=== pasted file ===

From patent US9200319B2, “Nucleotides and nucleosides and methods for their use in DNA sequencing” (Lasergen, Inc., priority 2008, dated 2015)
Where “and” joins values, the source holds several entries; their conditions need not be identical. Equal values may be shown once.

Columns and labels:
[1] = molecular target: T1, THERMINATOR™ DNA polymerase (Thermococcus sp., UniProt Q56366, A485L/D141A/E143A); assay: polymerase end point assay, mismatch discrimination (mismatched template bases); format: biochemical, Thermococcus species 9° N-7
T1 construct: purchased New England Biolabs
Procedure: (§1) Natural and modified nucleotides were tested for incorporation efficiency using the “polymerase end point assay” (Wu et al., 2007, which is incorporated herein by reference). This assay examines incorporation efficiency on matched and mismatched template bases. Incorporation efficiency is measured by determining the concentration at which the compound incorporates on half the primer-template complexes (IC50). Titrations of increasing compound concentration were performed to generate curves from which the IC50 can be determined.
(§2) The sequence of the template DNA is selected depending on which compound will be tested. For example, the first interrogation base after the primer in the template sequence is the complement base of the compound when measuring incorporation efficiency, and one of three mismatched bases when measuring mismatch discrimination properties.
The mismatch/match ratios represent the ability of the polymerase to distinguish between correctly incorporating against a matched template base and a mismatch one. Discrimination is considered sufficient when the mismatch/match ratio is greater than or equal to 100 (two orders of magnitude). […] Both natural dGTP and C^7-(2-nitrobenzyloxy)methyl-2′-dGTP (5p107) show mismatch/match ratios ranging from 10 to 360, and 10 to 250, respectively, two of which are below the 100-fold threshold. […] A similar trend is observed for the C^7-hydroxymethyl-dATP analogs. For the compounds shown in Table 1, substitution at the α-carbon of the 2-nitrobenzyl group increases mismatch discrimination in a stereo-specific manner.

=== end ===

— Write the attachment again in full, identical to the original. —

From patent US9200319B2, “Nucleotides and nucleosides and methods for their use in DNA sequencing” (Lasergen, Inc., priority 2008, dated 2015)
Where “and” joins values, the source holds several entries; their conditions need not be identical. Equal values may be shown once.

Columns and labels:
[1] = molecular target: T1, THERMINATOR™ DNA polymerase (Thermococcus sp., UniProt Q56366, A485L/D141A/E143A); assay: polymerase end point assay, mismatch discrimination (mismatched template bases); format: biochemical, Thermococcus species 9° N-7
T1 construct: purchased New England Biolabs
Procedure: (§1) Natural and modified nucleotides were tested for incorporation efficiency using the “polymerase end point assay” (Wu et al., 2007, which is incorporated herein by reference). This assay examines incorporation efficiency on matched and mismatched template bases. Incorporation efficiency is measured by determining the concentration at which the compound incorporates on half the primer-template complexes (IC50). Titrations of increasing compound concentration were performed to generate curves from which the IC50 can be determined.
(§2) The sequence of the template DNA is selected depending on which compound will be tested. For example, the first interrogation base after the primer in the template sequence is the complement base of the compound when measuring incorporation efficiency, and one of three mismatched bases when measuring mismatch discrimination properties.
The mismatch/match ratios represent the ability of the polymerase to distinguish between correctly incorporating against a matched template base and a mismatch one. Discrimination is considered sufficient when the mismatch/match ratio is greater than or equal to 100 (two orders of magnitude). […] Both natural dGTP and C^7-(2-nitrobenzyloxy)methyl-2′-dGTP (5p107) show mismatch/match ratios ranging from 10 to 360, and 10 to 250, respectively, two of which are below the 100-fold threshold. […] A similar trend is observed for the C^7-hydroxymethyl-dATP analogs. For the compounds shown in Table 1, substitution at the α-carbon of the 2-nitrobenzyl group increases mismatch discrimination in a stereo-specific manner.